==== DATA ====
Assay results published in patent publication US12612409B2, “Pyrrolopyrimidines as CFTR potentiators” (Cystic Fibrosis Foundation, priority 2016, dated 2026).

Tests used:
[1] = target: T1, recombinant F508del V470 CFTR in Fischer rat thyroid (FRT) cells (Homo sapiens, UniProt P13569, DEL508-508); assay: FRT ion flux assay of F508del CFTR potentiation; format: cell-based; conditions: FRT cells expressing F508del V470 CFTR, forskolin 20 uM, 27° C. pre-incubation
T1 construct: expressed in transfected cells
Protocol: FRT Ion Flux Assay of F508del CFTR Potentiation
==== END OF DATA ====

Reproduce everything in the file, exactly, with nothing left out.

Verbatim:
Assay results published in patent publication US12612409B2, “Pyrrolopyrimidines as CFTR potentiators” (Cystic Fibrosis Foundation, priority 2016, dated 2026).

Tests used:
[1] = target: T1, recombinant F508del V470 CFTR in Fischer rat thyroid (FRT) cells (Homo sapiens, UniProt P13569, DEL508-508); assay: FRT ion flux assay of F508del CFTR potentiation; format: cell-based; conditions: FRT cells expressing F508del V470 CFTR, forskolin 20 uM, 27° C. pre-incubation
T1 construct: expressed in transfected cells
Protocol: FRT Ion Flux Assay of F508del CFTR Potentiation